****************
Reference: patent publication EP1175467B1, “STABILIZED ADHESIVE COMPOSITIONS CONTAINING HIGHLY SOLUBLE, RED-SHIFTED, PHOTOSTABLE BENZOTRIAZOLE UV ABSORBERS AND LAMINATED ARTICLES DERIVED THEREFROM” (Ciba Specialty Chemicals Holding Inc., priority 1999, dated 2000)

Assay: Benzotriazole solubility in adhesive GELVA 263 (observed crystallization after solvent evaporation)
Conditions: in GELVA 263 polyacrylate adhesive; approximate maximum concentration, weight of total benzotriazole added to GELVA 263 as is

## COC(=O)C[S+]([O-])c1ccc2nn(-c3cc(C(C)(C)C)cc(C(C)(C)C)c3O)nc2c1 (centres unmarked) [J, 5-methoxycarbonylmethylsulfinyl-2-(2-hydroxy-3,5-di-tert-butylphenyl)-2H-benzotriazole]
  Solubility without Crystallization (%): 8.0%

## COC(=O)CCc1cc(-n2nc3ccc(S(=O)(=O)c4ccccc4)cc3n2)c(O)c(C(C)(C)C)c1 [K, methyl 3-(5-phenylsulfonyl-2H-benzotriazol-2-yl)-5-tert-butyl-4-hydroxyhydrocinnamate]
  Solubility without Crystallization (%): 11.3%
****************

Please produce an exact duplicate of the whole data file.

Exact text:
Reference: patent publication EP1175467B1, “STABILIZED ADHESIVE COMPOSITIONS CONTAINING HIGHLY SOLUBLE, RED-SHIFTED, PHOTOSTABLE BENZOTRIAZOLE UV ABSORBERS AND LAMINATED ARTICLES DERIVED THEREFROM” (Ciba Specialty Chemicals Holding Inc., priority 1999, dated 2000)

Assay: Benzotriazole solubility in adhesive GELVA 263 (observed crystallization after solvent evaporation)
Conditions: in GELVA 263 polyacrylate adhesive; approximate maximum concentration, weight of total benzotriazole added to GELVA 263 as is

## COC(=O)C[S+]([O-])c1ccc2nn(-c3cc(C(C)(C)C)cc(C(C)(C)C)c3O)nc2c1 (centres unmarked) [J, 5-methoxycarbonylmethylsulfinyl-2-(2-hydroxy-3,5-di-tert-butylphenyl)-2H-benzotriazole]
  Solubility without Crystallization (%): 8.0%

## COC(=O)CCc1cc(-n2nc3ccc(S(=O)(=O)c4ccccc4)cc3n2)c(O)c(C(C)(C)C)c1 [K, methyl 3-(5-phenylsulfonyl-2H-benzotriazol-2-yl)-5-tert-butyl-4-hydroxyhydrocinnamate]
  Solubility without Crystallization (%): 11.3%